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elcome to the town green. Connecticut is proud to claim more than 170 town greens. Be they tiny churchyards, rural parks, or urban plazas, these "living artifacts" are an invaluable heritage resource. They are icons of history, tradition, and community that may do more to identify the state as part of New England than any other element of the landscape. Early Colonial greens and their many modern incarnations are a powerful presence in every county and region. They not only preserve a legacy of architecture and town planning, but also cultural institutions and reassuring ritual„from high school graduation to band concert„that are all essential to the Connecticut character.

  As park, town square, memorial ground, and civic plaza, the green is a public landscape that belongs to everyone. To experience the green is to experience Connecticut.

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The town green means history

  One of the only relics of the Puritan past to survive in its original location, the green„or common, as it is also known„is the oldest continually used element of town planning in America. The practice of setting aside "common or undivided land" for communal ownership was transplanted to the Massachusetts Bay Colony by English settlers during the period of the Great Migration in the 1630s, and adapted to the geography and specific needs of new settlements throughout Connecticut.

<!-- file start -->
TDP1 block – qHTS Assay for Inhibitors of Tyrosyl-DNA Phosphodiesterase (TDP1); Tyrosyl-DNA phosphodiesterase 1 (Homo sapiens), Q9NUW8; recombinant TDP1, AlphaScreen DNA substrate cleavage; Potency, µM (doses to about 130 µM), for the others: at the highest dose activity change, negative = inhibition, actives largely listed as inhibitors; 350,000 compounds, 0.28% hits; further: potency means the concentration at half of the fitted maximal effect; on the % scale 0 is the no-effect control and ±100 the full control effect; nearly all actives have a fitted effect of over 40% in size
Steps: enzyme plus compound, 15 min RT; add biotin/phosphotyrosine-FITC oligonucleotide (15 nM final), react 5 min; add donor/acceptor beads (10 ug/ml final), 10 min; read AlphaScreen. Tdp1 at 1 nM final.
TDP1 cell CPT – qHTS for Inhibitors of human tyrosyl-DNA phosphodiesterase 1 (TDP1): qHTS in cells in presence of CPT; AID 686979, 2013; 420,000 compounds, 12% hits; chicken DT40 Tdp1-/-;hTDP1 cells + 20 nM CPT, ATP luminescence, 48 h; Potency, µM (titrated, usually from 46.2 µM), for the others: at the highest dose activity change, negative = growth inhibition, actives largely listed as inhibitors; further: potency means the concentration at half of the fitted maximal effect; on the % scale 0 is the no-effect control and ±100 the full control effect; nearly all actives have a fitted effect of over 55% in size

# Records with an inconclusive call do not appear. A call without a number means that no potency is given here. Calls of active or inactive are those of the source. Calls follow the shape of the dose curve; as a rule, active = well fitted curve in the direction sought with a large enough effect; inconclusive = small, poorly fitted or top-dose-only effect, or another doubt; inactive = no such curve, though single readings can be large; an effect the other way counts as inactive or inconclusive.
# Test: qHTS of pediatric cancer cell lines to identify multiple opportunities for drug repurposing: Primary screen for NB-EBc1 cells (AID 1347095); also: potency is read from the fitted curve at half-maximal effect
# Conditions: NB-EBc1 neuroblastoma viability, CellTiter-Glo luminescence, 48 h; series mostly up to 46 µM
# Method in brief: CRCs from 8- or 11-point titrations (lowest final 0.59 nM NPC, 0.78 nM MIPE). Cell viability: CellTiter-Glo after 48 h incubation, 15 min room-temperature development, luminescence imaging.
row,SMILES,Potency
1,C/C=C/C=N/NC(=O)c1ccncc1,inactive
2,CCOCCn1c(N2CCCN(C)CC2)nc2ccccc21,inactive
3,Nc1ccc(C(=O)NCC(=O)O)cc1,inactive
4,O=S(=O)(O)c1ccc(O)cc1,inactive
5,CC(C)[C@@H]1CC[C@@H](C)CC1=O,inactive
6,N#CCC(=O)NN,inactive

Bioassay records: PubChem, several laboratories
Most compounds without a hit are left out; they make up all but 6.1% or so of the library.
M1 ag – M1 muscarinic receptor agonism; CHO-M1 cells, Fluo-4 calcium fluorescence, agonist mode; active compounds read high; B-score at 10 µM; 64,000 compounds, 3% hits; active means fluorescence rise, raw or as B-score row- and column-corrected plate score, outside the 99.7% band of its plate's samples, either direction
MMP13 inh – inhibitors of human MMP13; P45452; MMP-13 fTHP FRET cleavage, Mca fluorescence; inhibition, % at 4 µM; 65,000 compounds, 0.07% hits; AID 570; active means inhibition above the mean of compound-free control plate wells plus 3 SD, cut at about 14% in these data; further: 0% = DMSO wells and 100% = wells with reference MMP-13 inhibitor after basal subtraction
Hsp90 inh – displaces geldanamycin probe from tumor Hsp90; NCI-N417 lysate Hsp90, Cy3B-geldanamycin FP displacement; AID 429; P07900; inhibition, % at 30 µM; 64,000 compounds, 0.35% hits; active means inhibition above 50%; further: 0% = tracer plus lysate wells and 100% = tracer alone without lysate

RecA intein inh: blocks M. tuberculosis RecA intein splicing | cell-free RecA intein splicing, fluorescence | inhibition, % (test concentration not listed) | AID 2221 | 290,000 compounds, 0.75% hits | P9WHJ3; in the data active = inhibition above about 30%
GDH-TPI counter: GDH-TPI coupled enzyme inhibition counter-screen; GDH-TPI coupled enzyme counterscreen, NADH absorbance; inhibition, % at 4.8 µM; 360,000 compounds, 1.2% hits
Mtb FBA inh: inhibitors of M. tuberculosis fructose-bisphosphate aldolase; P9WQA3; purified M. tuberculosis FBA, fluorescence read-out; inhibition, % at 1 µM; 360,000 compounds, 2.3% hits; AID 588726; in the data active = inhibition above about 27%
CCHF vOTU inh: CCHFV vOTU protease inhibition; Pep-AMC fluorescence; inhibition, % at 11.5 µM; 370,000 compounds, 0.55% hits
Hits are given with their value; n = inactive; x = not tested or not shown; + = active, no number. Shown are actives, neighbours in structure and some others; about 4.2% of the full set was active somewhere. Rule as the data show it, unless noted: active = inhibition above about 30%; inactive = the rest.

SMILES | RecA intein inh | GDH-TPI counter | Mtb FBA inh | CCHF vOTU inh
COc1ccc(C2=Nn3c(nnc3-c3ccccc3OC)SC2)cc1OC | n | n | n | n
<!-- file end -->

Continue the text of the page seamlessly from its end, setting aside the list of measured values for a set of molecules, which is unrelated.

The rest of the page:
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Sketch of the Guilford Green Circa 1820, pencil sketch by Charles Hubbard, circa 1980. Courtesy of the Guilford Free Library, Guilford, Connecticut.

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New Haven Green-A Winter Day, tempera on wood by Dede Plummer, 1944. Courtesy of the New Haven Colony Historical Society, New Haven, Connecticut.

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The New Haven Green, Unidentified Celebration, black-and-white photograph by T.S. Bronson, circa 1910. Courtesy of the New Haven Colony Historical Society, New Haven, Connecticut.

New Haven's green has been and continues to be the site of celebrations. Temporary structures are constructed for the events.


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